We two are coming to paleo from different viewpoints, and so we naturally come to different conclusions. Fortunately, I haven’t found the disregard for advancement that you have. If I had, I would probably also have mixed feelings.

As for the whole Grok analogy, it’s just marketing, and clever marketing at that.

Chris June 13, 2009 at 2:03 am

Hello Joanne,
‘The Paleo Diet’ – it is catchy isn’t it? I agree wholeheartedly with the argument that no particular regime of eating can ever be regarded as ‘optimal’. The Paleo thing is something that I intend to look into in greater deatil soon. My present understanding is very ‘thumbnail’ just yet.
For all I recognise favourable properties within the Paleo regime I do still harbour some doubts. For sure, I acknowledge the importance of evolution in determining what is good for us, and I regard the process of change within diets to arrive at the typical western diet as a process of ‘evolution’. That is; a series of changes over time, often changes are dependent upon preceding events and changes, and that result in marked changes when judged over longer periods.
I agree the ‘Paleo’ regime does make some sense, but I think some features may be overplayed by the proponents. And I am not sure if the concept wholly encourages understanding.
Lots of vegetables and fruit make sense, and I think there is merit in thinking that ‘green leafy things’ (greener and leafier that iceberg lettuce, if possible) are important. Keyword; diversity.
Protein from animal sources makes sense too, but I think portion sizes need not be large, perhaps in the range 3-5 ozs.
The principal difference in my own thinking is that rather than directing us to what we can eat, I think understanding should direct us to what ought to be excluded and why.
Modern food production, including the industrialised nature of delivery, is largely based upon supplying calories, not quality or nutrients. Think about it, much of the tempting stuff on the supermarket shelves are variations on a theme of sugar, starch, or fat. That’s for one reason only, these are cheap and malleable ingredients, less perishable than things that are better for us. Perishable is a problem for manufacture of ‘industrial’ food products, in limits transportation, shelf life, and the potential for profit.
The ‘Paleo’ is distinguished from the modern by being less reliant upon food groups that whose calories are digested and converted into blood glucose too quickly. The ‘Paleo’ is generally lower in GL (glycaemic load), higher in fiber from plant matter, higher and more diverse in nutrients than the ‘convenient’, ‘value added’, and industrialised stuff presented to us in cardboard boxes and plastics. It seems convenience is not so cheap as we thought.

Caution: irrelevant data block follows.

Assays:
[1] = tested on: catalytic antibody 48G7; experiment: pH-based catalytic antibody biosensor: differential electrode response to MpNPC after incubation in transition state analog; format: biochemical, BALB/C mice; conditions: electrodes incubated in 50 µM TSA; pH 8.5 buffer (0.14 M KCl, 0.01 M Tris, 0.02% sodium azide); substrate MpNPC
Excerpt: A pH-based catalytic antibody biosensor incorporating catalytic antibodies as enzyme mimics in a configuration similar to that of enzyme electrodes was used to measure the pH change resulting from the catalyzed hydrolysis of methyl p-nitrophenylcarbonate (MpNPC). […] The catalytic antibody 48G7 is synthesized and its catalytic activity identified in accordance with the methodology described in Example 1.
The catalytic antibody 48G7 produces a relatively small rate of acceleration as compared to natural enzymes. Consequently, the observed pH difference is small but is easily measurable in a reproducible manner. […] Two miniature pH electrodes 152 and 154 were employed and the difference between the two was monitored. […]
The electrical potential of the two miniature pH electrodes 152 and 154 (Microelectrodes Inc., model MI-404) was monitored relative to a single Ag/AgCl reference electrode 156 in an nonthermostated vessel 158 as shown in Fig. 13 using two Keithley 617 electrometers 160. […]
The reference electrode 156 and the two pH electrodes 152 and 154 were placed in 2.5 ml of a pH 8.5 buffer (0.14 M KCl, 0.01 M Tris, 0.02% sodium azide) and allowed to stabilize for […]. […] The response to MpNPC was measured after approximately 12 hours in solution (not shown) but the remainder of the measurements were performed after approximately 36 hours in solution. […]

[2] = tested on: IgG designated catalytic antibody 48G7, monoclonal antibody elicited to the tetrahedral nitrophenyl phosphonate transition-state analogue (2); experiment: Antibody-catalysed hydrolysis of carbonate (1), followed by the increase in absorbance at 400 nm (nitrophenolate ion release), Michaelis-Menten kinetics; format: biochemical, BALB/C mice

I would advocate that understanding is a better thing to promote than a catchy name. The industry thrives on consumer confusion. Counter measures are needed. Faddy diet plans, that vary enormously in their validity, contribute to the confusion. So while I would advocate that many features of the ‘Paleo’ are good, the name alone has something in common with other fads.

Joanne June 13, 2009 at 9:03 am

Hello, Chris. Thanks for chiming in.

Our current food system does just what you say: deliver calories without nutrient. But then even home-based cooked meals could be problematic for many if we follow the USDA recommendations found in their food pyramid, which lists grains as the predominent energy source.

For two million years our species relied protein and fat for energy, and now, thanks to modern agriculture, it’s refined carbohydrates. And this switch has allowed our species to expand with few controls, but the heavy reliance on grains has caused its own set of problems.

Working at the restaurant, I was annoyed at how many dishes had pasta or bread in them. Every soup de jour contained a variation of pasta. But this can’t compare to going out to dinner as a raw vegan, and certainly not as an 80/10/10er. where most of the menu items are verboten.

If we stuck to plants for energy, we’d either be eating a lot of them all day, or we’d have to eat high-caloric plants, such as starches. If we remove such tubers and grains from our diet, where will we get the calories? From fats, which are found in nuts/seeds and/or meat. So the raw vegan eats lots of nuts. The paleo eats meat and nuts. One choice diverges from our ancestral diet.

My goal isn’t to join a trend and subscribe to or promote a specific diet. My goal is to get healthy, have energy, and find my optimum weight and teach others how to do that. The best way to describe the diet I’m on right now is to call it what others call it: the paleo diet. So far, it’s the only diet I’ve been able to adhere to with any success.